To make matters worse, most media organisations are owned by Umno and other component parties in BN. Of course, some are not. These organisations cannot disentangle themselves from the Umno-BN tentacles as the party lays down the laws which are either biased or could be manipulated in their favour. Yes, both RTM – the public-owned TV system – and TV3 do carry reports about mismanagement and so on. But they are selective. The so-called live proceedings are only aired when Umno-BN MPs speak. They may, once in a while, have MPs from the other side but that is when these members jump ship or when their statements could be manipulated to score points against Pakatan.
Apparently the system has been somewhat, to put it crudely, sodomised. It no longer works in the normal or natural way. But the sad thing is our people have never been exposed to other systems.

Whatever it is, we have to pat Auditor-General Tan Sri Ambrin Buang on the back for working hard to have the report out on time. In the past, we used to wait for some years before it is out for us to see.

But despite the good work, Ambrin has somewhat put a blot on his own good name when he came out with statements criticising the public for getting angry about the report's contents. He also appeared to be uneasy for putting the Umno-BN administration in an embarrassing position. Hence he made a statement which is tantamount to saying that it was all right for the police to lose arms and handcuffs. The auditor-general's job is to make report about how the money was spent. If the revelations put the sitting government in a bad light and it is voted out, there is nothing Ambrin could do.

Without that unnecessary statement, Ambrin could have stood tall alongside luminaries like Tan Sri Ahmad Noordin Zakaria, one of his predecessors. The slight, unassuming and quiet man from Kelantan may not be able to match the speed with which Ambrin completed his report but he never sounded apologetic about his job. And Ahmad Noordin got another badge of honour: uncovering the bad loans committed by the government-linked company – Bank Bumiputra – in the Hong Kong BMF scandal in mid-1980s.
Dr Abdul Aziz Bari is formerly professor of law who now teaches at the Faculty of Social Science, Unisel.

~ The Ant Daily

DAP: Mystery funds worth RM7bil in PM Dept's budget



 
DAP's Kluang MP Liew Chin Tong has described at least RM6.8 billion of the Prime Minister Department's 2014 budget as "near slush funds", alleging that the funds had scant details and were meant for political purposes.

NONEThis includes a RM4 billion "facilitation fund", a RM1 billion "development programme", and RM900,000 for "community restructuring".

No specific details were made available for these projects under the detailed federal expenditure budget, Liew (right) revealed.

He also said that Minister in the Prime Minister's Department Idris Jala was wrong to say that the Prime Minister's Department's ever increasing RM 16.5 billion budget for 2014 was justified.

"Malaysia does not practice a presidential system. Our constitution provides for a parliamentary democracy with a collective responsibility of a cabinet, of which the Prime Minister is the first among equals. But the PMD is now usurping the roles of other ministries," he said.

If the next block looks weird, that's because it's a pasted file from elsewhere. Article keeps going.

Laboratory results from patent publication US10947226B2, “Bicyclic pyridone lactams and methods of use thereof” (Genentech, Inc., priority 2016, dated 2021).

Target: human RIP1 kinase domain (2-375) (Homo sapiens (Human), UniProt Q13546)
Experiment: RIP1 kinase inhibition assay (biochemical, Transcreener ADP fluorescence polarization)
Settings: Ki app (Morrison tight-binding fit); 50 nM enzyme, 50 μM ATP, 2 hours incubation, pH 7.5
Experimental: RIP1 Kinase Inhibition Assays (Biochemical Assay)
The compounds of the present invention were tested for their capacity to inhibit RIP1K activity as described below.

The other questionable items, Liew said, include a RM200 million fund for "special projects", and "people-friendly project" for RM665 million.

"The entire budget is filled with such discretionary black holes that can easily be turned into slush funds," Liew said in a statement delivered in Parliament today.

NONEHe also said that it was unjustifiable to increase the Prime Minister's Department expenditure by 13 percent compared to the 2013 budget, when the overall budget tabled last Friday was only increased by 1.3 per cent.

The RM4 billion facilitation fund, in particular, has been on the increase ever since it was introduced in the 2011 budget.

It had a RM1 billion allocation in 2011, which was then increased to RM 2.5 billion for both the 2012 and 2013 budgets.

Liew urged Idris Jala to explain the usage of these funds to the public, while also asking for the National Audit Department to look into this matter.

~ Malaysiakini

Fix legal framework and abide by UPR, Amnesty tells M'sia

12:10PM Oct 30, 2013 

Amnesty International and Suara Rakyat Malaysia (Suaram) have both slammed Malaysian officials for making “empty talk” at last week’s Universal Periodical Review (UPR) in Geneva even as its human rights position went out of whack with international norms.

The human rights watchdogs demanded a concrete action plan from Malaysia, especially on upgrading the laws to allow more freedom for civil society to flourish in line with its aim to reach developed country status. At the very least, laws on the death penalty, freedom of expression and peaceful assembly, must now be strengthened in line with international standards, they said.

“Malaysian government representatives present at the review failed to adequately respond to many of the questions raised by UN member states and were unable to give clear action plans or timelines on many of the key issues,” the NGOs said in a joint statement.

After Malaysia presented its report at its second UPR last Thursday, representatives from about 103 UN-member states were each given a minute to present their views and recommendations, in a fast and furious manner, to Malaysia. 

Amnesty and Suaram said they hoped Malaysia took notes from the three-and-a-half hour sitting, which is held only once every four-and-a-half years.

“In line with recommendations made by UNmember states, Amnesty International and Suaram recommend that the Malaysian government pay upmost attention to the recommendations made during its second UPR, accept them all, and take concrete and effective steps to implement them at the earliest opportunity.”